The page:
As parameter estimation and statistical testing are often intimately linked in the processing of observational data, the uncertainties involved in both estimation and testing need to be properly propagated into the final results produced. This necessitates the use of conditional distributions when evaluating the quality of the resulting estimator. As the conditioning should be on the identified hypothesis as well as on the corresponding testing outcome, omission of the latter will result in an incorrect description of the estimator’s distribution. In this contribution, we analyse the impact this omission or approximation has on the considered distribution of the estimator and its integrity risk. For a relatively simple observational model it is mathematically proven that the rigorous integrity risk exceeds the approximation for the contributions under the null hypothesis, which typically has a much larger probability of occurrence than an alternative. Actual GNSS-based positioning examples confirm this finding. Overall we observe a tendency of the approximate integrity risk being smaller than the rigorous one. The approximate approach may, therefore, provide a too optimistic description of the integrity risk and thereby not sufficiently safeguard against possibly hazardous situations. We, therefore, strongly recommend the use of the rigorous approach to evaluate the integrity risk, as underestimating the integrity risk in practice, and also the risk to do so, cannot be acceptable particularly in critical and safety-of-life applications.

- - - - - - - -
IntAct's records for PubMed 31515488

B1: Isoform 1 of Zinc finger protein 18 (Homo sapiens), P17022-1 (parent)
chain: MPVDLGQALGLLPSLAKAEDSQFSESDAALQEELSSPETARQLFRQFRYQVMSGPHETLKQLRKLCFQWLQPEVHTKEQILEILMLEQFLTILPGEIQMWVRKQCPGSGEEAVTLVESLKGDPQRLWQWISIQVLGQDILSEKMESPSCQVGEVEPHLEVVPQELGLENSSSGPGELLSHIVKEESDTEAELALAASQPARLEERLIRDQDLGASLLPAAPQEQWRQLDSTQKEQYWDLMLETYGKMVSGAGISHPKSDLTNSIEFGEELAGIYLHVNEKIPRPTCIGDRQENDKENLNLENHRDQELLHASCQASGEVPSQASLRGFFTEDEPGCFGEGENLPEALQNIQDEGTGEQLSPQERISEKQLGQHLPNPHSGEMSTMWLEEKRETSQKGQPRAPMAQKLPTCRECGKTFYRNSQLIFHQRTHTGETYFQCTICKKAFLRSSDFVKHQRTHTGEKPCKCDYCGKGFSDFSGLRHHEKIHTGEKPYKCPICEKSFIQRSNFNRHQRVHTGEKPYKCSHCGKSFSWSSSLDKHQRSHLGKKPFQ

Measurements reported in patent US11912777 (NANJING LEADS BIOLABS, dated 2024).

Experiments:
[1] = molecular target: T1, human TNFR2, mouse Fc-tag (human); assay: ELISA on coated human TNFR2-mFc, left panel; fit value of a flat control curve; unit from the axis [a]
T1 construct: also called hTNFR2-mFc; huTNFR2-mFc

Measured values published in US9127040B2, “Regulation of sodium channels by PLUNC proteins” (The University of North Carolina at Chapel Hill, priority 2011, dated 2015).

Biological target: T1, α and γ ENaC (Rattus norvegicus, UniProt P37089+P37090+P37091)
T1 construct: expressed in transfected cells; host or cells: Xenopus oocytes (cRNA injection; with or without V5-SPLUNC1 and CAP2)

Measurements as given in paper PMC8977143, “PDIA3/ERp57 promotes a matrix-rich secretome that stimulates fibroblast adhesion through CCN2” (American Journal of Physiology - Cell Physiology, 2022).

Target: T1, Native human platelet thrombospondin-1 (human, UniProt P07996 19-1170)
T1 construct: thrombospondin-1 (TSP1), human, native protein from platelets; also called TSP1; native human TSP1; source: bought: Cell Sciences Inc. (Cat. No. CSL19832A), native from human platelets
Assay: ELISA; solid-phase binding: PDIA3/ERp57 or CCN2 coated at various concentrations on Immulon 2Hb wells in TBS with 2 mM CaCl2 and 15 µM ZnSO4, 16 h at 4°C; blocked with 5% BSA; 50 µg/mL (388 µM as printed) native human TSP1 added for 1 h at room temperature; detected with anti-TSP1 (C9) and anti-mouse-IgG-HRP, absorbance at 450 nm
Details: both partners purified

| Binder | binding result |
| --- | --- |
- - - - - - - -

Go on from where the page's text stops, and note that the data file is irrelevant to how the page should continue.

- Conditional distribution
- Detection, identification and adaptation (DIA)
- DIA estimator
- Integrity risk
- Statistical testing